What I Learned Exercising 1000 Days In A Row

“Compare yourself to who you were yesterday, not to who someone else is today,” I read from Jordan Peterson’s book The 12 Rules for Life.  Every morning I strive to read a little bit to absorb some positivity into my thoughts before entering the grind of daily life.  But this quote really stood out to me.  On the morning of November 21, 2018 it made me stop in my tracks.  I just started thinking.  I stopped reading and took a sip of coffee.  Mind wondering, I walked into the bathroom to take a shower.  When I undressed and investigated the mirror I was disgusted.  My hair was disheveled.  My beard was too long.  I was pale.  Analyzing myself as my eyes read my body like a book, I noticed my lack of muscle definition.  Especially in my chest.  Man titties.  “Jesus Christ,” I thought to myself.  Shaking my head, I proceeded into the shower.

In the shower I thought about the Jordan Peterson quote again.  It made me reminisce on the time I had read Darren Hardy’s book The Compound Effect.  In The Compound Effect Darren goes into detail on the miracle of compounding and how it can be applied to one’s everyday life.  How little changes can add up to big differences over long periods of time.  I also thought about Andy Andrew’s book The Traveler’s Gift.  One of the seven principles of success is to be a person of action.  Suddenly there was a convergence of thought and I found all three principles from those very different men and books intertwined to form a singular idea.  An idea with a force that hit me like a lightning bolt.  A true eureka moment.

I got out the shower.  I dried myself off.  I put on some boxer briefs.  I got down on the ground, stretched out my legs, kept my back straight, and completed one single pushup.  I then turned over onto my back, bent my knees, and completed one single crunch.  I then opened my note app on my iPhone.  I wrote “11/21 1 Pushup, 1 Crunch.”  And that was it.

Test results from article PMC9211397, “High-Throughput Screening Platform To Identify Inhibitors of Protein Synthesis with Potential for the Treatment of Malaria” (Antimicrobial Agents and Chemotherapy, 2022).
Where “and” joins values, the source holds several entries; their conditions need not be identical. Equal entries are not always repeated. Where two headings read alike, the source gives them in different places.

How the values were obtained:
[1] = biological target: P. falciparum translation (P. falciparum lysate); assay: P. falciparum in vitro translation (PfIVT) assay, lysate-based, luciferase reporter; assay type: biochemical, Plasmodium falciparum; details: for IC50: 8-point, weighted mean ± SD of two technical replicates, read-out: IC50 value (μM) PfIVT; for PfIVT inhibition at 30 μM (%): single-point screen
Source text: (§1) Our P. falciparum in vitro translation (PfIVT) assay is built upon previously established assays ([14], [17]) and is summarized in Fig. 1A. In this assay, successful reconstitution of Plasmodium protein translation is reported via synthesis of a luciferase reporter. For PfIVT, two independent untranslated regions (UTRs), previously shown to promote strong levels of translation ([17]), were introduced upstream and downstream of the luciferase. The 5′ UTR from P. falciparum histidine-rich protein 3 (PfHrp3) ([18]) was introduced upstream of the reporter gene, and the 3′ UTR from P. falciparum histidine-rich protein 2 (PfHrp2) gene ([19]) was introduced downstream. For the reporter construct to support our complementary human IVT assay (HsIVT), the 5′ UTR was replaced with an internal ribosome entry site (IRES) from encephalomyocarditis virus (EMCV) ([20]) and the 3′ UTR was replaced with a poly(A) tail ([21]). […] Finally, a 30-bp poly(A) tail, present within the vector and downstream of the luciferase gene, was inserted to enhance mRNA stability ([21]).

The next day was Thanksgiving.  That morning I got down on the ground and I completed two pushups and two crunches.  The day after that was three and three.  This kept on.  Fast forward to present day I completed the following work out this morning (total reps): 200 Pushups, 200 Crunches, 200 Bicycle Kicks, 150 Squats, 150 Seconds of Planks, 100 Mountain Climbers, 50 Feet Elevated Decline Pushups, and 50 Lunges.  Over the past 1000 days of exercising, I have overcome tremendous adversity including working out when I was sick, after I severely sprained my ankle playing basketball, was hospitalized in Denver on a business trip, and several other minor strains from here or there.  When I sprained my ankle, I couldn’t do squats, so I skipped them and did my pushups and crunches.  When I was hospitalized in Denver, after being up all night excreting every ounce of fluid nutrient out of my body and sucking down three IV bags worth of saline, I managed to get down on the ground and complete a single pushup.  I could’ve given up, but I know I had something special going and I wanted to keep the streak alive.  I’ve exercised in California, Louisiana, Texas, Nevada, Hawaii, and Colorado.  I’ve changed jobs, witnessed the birth of my second child, and lived through a global pandemic.  One thing remained consistent during all this time.  Every day, I got down on the ground and I did my pushups.  Here is what I learned during this time:

  1. Sleep is the most important thing to live a healthy lifestyle. There were mornings when I was hungover.  There were mornings when I was low energy.  But the worst mornings were those that I had little or broken sleep.  Having two children aged three and under ensured there were plenty of nights for me to test this hypothesis.  On days where I was up for most of the night, the motivation and energy level required to get down and exert physical exercise was extremely daunting.  Every night I strive to go to bed at 9:30pm, so that I get enough rest for my 5:00am alarm clock.  I was able to overcome these adversities, but I also learned this valuable lesson along the way.  It’s a lesson shared with Tom Brady who wrote at length about sleep in his book “The TB12 Method.”